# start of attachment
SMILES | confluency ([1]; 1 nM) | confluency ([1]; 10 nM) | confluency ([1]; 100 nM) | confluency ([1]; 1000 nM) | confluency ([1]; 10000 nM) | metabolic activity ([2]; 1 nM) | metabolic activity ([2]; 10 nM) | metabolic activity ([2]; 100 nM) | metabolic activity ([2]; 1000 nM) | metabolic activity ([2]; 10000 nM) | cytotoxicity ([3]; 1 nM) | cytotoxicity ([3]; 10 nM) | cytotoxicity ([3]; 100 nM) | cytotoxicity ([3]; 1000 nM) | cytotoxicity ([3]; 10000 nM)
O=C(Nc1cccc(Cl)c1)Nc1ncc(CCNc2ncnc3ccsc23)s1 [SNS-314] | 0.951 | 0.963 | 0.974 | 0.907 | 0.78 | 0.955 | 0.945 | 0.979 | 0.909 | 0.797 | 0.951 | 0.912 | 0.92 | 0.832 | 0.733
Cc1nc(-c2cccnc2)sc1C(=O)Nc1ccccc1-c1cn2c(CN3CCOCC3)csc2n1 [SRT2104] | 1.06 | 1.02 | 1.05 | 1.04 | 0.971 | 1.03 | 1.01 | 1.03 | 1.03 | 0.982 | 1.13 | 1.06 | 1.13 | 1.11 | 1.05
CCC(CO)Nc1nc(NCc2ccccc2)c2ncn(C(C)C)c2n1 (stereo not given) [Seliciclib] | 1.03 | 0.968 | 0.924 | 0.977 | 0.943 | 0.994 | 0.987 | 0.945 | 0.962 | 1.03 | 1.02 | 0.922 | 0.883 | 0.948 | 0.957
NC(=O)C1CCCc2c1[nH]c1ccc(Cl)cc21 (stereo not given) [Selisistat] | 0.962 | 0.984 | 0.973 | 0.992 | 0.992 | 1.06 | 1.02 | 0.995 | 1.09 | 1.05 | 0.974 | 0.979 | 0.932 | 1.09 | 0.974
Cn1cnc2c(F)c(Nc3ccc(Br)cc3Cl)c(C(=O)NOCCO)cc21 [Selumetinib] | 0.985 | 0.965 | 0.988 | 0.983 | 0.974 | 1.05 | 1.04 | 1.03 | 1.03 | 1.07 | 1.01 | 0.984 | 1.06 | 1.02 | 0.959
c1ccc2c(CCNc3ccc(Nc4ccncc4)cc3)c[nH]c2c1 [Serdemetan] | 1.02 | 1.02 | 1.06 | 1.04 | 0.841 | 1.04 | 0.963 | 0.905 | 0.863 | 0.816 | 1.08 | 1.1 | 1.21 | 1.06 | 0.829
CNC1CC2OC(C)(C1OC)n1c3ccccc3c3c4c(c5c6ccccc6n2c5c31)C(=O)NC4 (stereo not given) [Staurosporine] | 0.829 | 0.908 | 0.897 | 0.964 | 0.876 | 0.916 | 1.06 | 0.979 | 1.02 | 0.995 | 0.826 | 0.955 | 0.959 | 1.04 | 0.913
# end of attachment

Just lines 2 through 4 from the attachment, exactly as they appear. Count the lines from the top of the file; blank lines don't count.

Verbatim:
O=C(Nc1cccc(Cl)c1)Nc1ncc(CCNc2ncnc3ccsc23)s1 [SNS-314] | 0.951 | 0.963 | 0.974 | 0.907 | 0.78 | 0.955 | 0.945 | 0.979 | 0.909 | 0.797 | 0.951 | 0.912 | 0.92 | 0.832 | 0.733
Cc1nc(-c2cccnc2)sc1C(=O)Nc1ccccc1-c1cn2c(CN3CCOCC3)csc2n1 [SRT2104] | 1.06 | 1.02 | 1.05 | 1.04 | 0.971 | 1.03 | 1.01 | 1.03 | 1.03 | 0.982 | 1.13 | 1.06 | 1.13 | 1.11 | 1.05
CCC(CO)Nc1nc(NCc2ccccc2)c2ncn(C(C)C)c2n1 (stereo not given) [Seliciclib] | 1.03 | 0.968 | 0.924 | 0.977 | 0.943 | 0.994 | 0.987 | 0.945 | 0.962 | 1.03 | 1.02 | 0.922 | 0.883 | 0.948 | 0.957